The second of these features - no disparity in income between women and men as groups - would do two things: first, it would alleviate the economic pressure to forgo the woman’s job that is currently exerted on straight couples who want a one-breadwinner family structure. Second, it would lessen the economic incentive for women to take work leave available to new parents. The third of these factors - the assumption that workers have few caregiving duties - would also do two things. First, it would make women less willing to accept an inequitable division of care labor in the home and men less inclined to expect it. This is because institutionalizing the assumption that workers have caring responsibilities (even though some in fact do not) would make care work more socially visible and hence more socially vaunted. This, in turn, would help break the cycle whereby low-status individuals, that is, women, are assigned care work and such work retains its low status because it is done by low- status individuals. Unfastening care work from gender hierarchy would remove its stigma, encouraging men to share in it and women to insist that they share in it. (This would, in turn, probably damage that very hierarchy.)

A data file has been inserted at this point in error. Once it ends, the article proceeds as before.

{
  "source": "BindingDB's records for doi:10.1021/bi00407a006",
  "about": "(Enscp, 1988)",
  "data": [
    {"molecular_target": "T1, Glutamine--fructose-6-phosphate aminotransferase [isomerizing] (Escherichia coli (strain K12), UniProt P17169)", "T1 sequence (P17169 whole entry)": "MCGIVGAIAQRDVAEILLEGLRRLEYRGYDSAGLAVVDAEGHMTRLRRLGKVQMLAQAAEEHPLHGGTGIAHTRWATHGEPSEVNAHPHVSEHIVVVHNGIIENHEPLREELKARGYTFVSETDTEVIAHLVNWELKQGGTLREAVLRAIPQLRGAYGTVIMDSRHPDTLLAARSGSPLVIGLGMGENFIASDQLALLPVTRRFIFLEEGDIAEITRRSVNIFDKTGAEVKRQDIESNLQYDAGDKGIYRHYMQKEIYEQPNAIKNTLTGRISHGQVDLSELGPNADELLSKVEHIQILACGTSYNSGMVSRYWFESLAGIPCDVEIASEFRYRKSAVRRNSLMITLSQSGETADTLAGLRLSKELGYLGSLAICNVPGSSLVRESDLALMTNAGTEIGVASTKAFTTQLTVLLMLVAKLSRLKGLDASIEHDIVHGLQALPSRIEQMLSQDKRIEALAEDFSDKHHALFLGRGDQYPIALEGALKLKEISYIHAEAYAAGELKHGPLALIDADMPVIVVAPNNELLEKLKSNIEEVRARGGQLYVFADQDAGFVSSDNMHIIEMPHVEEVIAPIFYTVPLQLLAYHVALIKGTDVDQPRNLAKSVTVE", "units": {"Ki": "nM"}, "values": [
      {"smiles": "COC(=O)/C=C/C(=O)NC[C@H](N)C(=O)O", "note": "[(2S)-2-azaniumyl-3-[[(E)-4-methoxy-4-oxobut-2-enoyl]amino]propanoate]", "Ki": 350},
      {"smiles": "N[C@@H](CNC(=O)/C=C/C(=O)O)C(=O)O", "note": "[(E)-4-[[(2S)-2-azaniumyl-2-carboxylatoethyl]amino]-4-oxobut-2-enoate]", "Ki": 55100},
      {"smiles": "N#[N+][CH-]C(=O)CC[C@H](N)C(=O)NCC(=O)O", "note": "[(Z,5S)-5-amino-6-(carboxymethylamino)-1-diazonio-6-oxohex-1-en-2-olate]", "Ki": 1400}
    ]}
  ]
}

Second, eliminating the assumption that the worker has no caring responsibilities would reduce the amount and the difficulty of unpaid care work required of parents. This would diminish conflicts over who in the household is to be assigned that work, at least to the extent that men would be less motivated to take advantage of their social permission to shirk. A decrease in caring work (or in its demandingness) would result from removing this assumption because, as Okin points out, the assumption ramifies to affect many aspects of the basic structure. It “lies behind the hours and locations of paid work and political activity, the location and types of housing, the hours and vacations of schools, and the (lack of) provision of child care” (Okin 2005, 244). Imagine that the school day matched the work day, there was onsite day care at the workplace, and people preferred smaller homes close to their workplace, instead of large suburban homes, because private space for children to play was not as important. The time and effort spent caring for children, including getting them to and from school and then getting them to their various activities, or appointments, would decrease. At the same time, parents could be sure that their children are receiving excellent care, for those children would be in the hands of trained professionals. Further, they would have the comfort of being near their babies and toddlers and would have regular breaks to visit them or (in the case of [nonadopting] mothers) to nurse them. Surely the resulting decrease in stress, effort, and logistical challenges associated with caring for children would make men less inclined to exercise the privilege they currently have to be excused from it.